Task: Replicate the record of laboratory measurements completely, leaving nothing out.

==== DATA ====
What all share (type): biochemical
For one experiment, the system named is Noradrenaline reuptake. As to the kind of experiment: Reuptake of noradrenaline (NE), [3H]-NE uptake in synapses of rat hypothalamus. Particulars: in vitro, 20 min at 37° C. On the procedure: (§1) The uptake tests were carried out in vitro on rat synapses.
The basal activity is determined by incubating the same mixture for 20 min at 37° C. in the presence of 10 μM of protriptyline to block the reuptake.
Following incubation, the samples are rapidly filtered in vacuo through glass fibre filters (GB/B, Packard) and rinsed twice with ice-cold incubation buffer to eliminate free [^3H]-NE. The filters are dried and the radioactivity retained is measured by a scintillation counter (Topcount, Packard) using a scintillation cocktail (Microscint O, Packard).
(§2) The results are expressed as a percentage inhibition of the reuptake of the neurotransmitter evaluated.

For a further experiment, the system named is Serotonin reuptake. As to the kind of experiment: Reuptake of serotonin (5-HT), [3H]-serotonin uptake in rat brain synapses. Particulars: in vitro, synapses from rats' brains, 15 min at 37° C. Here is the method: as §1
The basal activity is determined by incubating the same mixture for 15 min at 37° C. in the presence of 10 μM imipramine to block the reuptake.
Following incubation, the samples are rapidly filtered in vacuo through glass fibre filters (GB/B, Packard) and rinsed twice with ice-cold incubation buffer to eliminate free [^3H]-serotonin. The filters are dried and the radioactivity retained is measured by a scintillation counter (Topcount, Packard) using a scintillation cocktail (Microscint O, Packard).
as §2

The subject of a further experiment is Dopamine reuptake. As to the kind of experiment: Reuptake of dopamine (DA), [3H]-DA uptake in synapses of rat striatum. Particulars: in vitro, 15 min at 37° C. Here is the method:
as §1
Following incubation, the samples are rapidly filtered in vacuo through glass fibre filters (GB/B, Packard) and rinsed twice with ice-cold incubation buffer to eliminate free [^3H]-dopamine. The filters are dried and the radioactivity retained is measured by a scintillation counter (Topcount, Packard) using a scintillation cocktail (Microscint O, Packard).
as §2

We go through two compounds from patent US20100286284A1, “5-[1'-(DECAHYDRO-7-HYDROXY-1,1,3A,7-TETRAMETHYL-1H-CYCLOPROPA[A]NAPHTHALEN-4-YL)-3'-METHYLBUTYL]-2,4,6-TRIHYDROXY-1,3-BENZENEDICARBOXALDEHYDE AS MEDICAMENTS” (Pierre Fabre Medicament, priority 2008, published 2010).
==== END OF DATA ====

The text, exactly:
What all share (type): biochemical
For one experiment, the system named is Noradrenaline reuptake. As to the kind of experiment: Reuptake of noradrenaline (NE), [3H]-NE uptake in synapses of rat hypothalamus. Particulars: in vitro, 20 min at 37° C. On the procedure: (§1) The uptake tests were carried out in vitro on rat synapses.
The basal activity is determined by incubating the same mixture for 20 min at 37° C. in the presence of 10 μM of protriptyline to block the reuptake.
Following incubation, the samples are rapidly filtered in vacuo through glass fibre filters (GB/B, Packard) and rinsed twice with ice-cold incubation buffer to eliminate free [^3H]-NE. The filters are dried and the radioactivity retained is measured by a scintillation counter (Topcount, Packard) using a scintillation cocktail (Microscint O, Packard).
(§2) The results are expressed as a percentage inhibition of the reuptake of the neurotransmitter evaluated.

For a further experiment, the system named is Serotonin reuptake. As to the kind of experiment: Reuptake of serotonin (5-HT), [3H]-serotonin uptake in rat brain synapses. Particulars: in vitro, synapses from rats' brains, 15 min at 37° C. Here is the method: as §1
The basal activity is determined by incubating the same mixture for 15 min at 37° C. in the presence of 10 μM imipramine to block the reuptake.
Following incubation, the samples are rapidly filtered in vacuo through glass fibre filters (GB/B, Packard) and rinsed twice with ice-cold incubation buffer to eliminate free [^3H]-serotonin. The filters are dried and the radioactivity retained is measured by a scintillation counter (Topcount, Packard) using a scintillation cocktail (Microscint O, Packard).
as §2

The subject of a further experiment is Dopamine reuptake. As to the kind of experiment: Reuptake of dopamine (DA), [3H]-DA uptake in synapses of rat striatum. Particulars: in vitro, 15 min at 37° C. Here is the method:
as §1
Following incubation, the samples are rapidly filtered in vacuo through glass fibre filters (GB/B, Packard) and rinsed twice with ice-cold incubation buffer to eliminate free [^3H]-dopamine. The filters are dried and the radioactivity retained is measured by a scintillation counter (Topcount, Packard) using a scintillation cocktail (Microscint O, Packard).
as §2

We go through two compounds from patent US20100286284A1, “5-[1'-(DECAHYDRO-7-HYDROXY-1,1,3A,7-TETRAMETHYL-1H-CYCLOPROPA[A]NAPHTHALEN-4-YL)-3'-METHYLBUTYL]-2,4,6-TRIHYDROXY-1,3-BENZENEDICARBOXALDEHYDE AS MEDICAMENTS” (Pierre Fabre Medicament, priority 2008, published 2010).